FIG. 17 is a schematic of a MEMS switch having waveguides that include an adiabatic taper in the cross-point region;
FIG. 18 is a schematic showing the effects of cross-talk caused by clipping in the switch depicted in FIG. 17;
FIG. 19 is a schematic of the seventh embodiment of the invention; and
FIG. 20 is a schematic of the eight embodiment of the present invention.
Reference will now be made in detail to the present preferred embodiments of the invention, examples of which are illustrated in the accompanying drawings. Wherever possible, the same reference numbers will be used throughout the drawings to refer to the same or like parts. An exemplary embodiment of the optical switch of the present invention is shown in FIG. 1, and is designated generally throughout by reference numeral 1.
In accordance with the invention, the present invention for an optical switch includes a movable MEMS mirror 22 disposed in a trench 15 that is filled with a non-conducting, low-viscosity, index-matching fluid 30. The index-matching fluid 30 functions as a collimation-maintaining fluid that prevents the light beam from spreading in switch cross-points 29. Because the light signal remains collimated in the switch cross-points, smaller mirrors are used, resulting in smaller actuation distances, and hence, shorter actuation times. The preferred embodiment of the present invention is hereinafter described in greater detail with reference to the accompanying drawings.
FIG. 1 is a plan view of an optical switch 1 of the first embodiment of the present invention. The switch 1 is a waveguide matrix formed from a waveguide core material 13 and clad material 14, which are deposited on first substrate 10. The core 13 and the cladding 14 are arranged on first substrate 10, to form a plurality of input waveguides 11 and a plurality of output waveguides 12. A plurality of trenches 15 are formed at cross-points 29 wherein input waveguides 11 intersect output waveguides 12. One of ordinary skill in the art will recognize that there are several ways to form the trenches 15. First, the trenches 15 can be formed as shown in FIG. 1, as continuous diagonal channels that intersect a plurality of cross-points. Alternatively, the trenches 15 can be disposed as discrete wells, formed separately and intersecting a single cross-point.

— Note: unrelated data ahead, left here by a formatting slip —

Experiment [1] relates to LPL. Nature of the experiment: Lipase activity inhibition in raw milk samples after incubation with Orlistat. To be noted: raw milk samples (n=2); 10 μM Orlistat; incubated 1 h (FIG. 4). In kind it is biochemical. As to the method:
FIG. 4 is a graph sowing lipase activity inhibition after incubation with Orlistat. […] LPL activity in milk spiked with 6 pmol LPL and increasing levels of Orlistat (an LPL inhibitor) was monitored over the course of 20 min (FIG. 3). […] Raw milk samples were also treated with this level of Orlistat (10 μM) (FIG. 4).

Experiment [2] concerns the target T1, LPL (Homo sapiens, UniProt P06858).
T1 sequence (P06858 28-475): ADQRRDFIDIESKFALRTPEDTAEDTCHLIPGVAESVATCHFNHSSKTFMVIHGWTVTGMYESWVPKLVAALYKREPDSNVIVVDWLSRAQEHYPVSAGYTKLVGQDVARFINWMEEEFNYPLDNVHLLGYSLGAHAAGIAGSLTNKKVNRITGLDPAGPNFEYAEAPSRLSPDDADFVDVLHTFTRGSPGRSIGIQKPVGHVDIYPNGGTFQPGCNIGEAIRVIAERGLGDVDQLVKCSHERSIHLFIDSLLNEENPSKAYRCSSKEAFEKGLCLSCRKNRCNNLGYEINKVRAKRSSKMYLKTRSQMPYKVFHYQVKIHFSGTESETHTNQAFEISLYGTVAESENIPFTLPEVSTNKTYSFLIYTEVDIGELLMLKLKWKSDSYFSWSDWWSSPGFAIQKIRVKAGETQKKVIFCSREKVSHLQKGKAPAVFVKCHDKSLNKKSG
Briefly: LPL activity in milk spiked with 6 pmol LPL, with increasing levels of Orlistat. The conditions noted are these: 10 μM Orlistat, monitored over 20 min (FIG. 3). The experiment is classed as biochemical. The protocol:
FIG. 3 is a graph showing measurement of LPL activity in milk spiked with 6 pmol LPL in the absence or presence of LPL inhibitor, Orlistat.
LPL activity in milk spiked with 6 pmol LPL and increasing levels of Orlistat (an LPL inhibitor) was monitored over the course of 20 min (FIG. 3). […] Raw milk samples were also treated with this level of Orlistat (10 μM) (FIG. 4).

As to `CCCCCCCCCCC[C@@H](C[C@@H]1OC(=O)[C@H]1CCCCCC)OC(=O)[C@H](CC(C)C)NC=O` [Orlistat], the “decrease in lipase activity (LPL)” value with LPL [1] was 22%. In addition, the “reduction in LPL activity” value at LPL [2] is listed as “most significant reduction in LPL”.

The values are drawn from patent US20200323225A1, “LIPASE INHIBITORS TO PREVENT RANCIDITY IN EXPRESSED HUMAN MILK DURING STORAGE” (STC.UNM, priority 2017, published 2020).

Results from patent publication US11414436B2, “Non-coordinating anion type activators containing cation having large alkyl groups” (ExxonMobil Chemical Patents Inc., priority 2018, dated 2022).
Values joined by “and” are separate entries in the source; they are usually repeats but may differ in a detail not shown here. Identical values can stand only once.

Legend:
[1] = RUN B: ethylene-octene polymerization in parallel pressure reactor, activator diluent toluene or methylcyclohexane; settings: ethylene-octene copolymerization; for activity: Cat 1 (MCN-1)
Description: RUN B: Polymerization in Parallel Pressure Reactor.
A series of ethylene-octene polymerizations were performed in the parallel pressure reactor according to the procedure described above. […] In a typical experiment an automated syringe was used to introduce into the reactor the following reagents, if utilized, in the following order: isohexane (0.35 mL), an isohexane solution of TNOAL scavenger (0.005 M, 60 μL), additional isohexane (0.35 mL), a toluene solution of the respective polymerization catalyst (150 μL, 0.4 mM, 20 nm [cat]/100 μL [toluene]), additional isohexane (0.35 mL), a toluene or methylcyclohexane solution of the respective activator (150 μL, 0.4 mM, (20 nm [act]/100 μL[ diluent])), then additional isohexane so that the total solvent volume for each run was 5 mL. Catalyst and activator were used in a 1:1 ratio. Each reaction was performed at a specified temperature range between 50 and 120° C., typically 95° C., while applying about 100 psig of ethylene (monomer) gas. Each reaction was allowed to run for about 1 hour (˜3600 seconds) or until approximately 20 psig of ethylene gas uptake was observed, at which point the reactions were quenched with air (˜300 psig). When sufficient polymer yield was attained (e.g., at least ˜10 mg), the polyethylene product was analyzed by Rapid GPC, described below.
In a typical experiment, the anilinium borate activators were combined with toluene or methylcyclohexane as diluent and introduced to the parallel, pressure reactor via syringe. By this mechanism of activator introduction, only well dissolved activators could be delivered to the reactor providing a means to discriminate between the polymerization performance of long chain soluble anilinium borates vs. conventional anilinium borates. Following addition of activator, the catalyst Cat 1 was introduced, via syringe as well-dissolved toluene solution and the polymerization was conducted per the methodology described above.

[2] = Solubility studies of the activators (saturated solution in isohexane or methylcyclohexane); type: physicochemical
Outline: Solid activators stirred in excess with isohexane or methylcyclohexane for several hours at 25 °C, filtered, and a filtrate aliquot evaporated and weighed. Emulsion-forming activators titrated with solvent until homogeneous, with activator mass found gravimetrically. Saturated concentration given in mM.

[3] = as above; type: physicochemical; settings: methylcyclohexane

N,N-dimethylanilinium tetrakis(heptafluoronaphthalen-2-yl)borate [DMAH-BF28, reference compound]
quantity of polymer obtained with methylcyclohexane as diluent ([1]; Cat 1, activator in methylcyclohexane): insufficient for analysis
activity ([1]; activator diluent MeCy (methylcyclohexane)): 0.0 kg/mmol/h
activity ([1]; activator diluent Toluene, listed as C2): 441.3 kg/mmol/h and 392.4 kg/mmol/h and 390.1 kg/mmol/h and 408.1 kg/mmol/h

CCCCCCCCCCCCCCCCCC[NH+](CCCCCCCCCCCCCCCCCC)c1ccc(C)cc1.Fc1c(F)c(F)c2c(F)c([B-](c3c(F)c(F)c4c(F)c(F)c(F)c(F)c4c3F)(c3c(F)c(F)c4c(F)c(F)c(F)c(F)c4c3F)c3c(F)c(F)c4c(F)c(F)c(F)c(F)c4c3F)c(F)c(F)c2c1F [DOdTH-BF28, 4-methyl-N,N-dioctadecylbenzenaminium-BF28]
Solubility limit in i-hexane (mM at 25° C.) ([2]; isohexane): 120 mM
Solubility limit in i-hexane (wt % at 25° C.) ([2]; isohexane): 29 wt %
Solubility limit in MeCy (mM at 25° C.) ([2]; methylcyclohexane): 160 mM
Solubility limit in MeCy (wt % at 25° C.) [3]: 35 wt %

A plurality of independently movable switching elements 20 are disposed in trenches 15 at each cross-point 29. Each switching element 20 can be independently moved between an open position and a closed position. In the open position, light is allowed to propagate through the switch cross-points 29. In the closed position, switching element 20 is moved into the cross-point 29 to direct light into the output wiveguide 12.
The operation of switch 1 is as follows. A light signal Ls enters switch 1 by way of input port 18. The light signal Ls propagates within input waveguide 11 until it is deflected into the output waveguide 12 by the switching element 20, which is in the closed position. Light signal Ls exits switch 1 from output port 19. Note also that two-sided switches can be used route light along multiple paths. Switch 20′, is shown directing light signal Ls′ to output port 19′. Thus, the present invention can be configured as an N×M non-blocking cross-bar switch.
FIG. 2 is a sectional view of the optical switch 1 taken along lines 1—1 as depicted in FIG. 1. In the first embodiment, switching elements 20 are formed on a second substrate 40. The second substrate 40 is then aligned with the first substrate 10 such that the switching elements 20 are disposed in the plurality of trenches 15. The first substrate 10 is connected to the second substrate 40 by flip-chip bonding or similar methods at connection interface 17. In a third embodiment, which will be discussed subsequently, switching elements 20 can be formed on the first substrate 10. In this embodiment, the second substrate 40 functions merely as a cover for the switch 1.
Switching element 20 includes a sliding MEMS mirror 22, mirror anchor 23, MEMS chip 21, and an actuator 25, which is not shown in this view. The sliding mirror 22 is connected to MEMS chip 21 by mirror anchor 23, disposed in trench 15, and immersed in collimation maintenance fluid 30. The collimation maintenance fluid 30, is preferably a non-conducting, low viscosity fluid that has a refractive index that is closely or substantially matched to the refractive index of the core material 13. Electrically non-conducting fluid is required for all electrostatic actuators, but is not required for magnetic actuators. When using thermal actuators to implement the design, the fluid should not be of low thermal conductivity.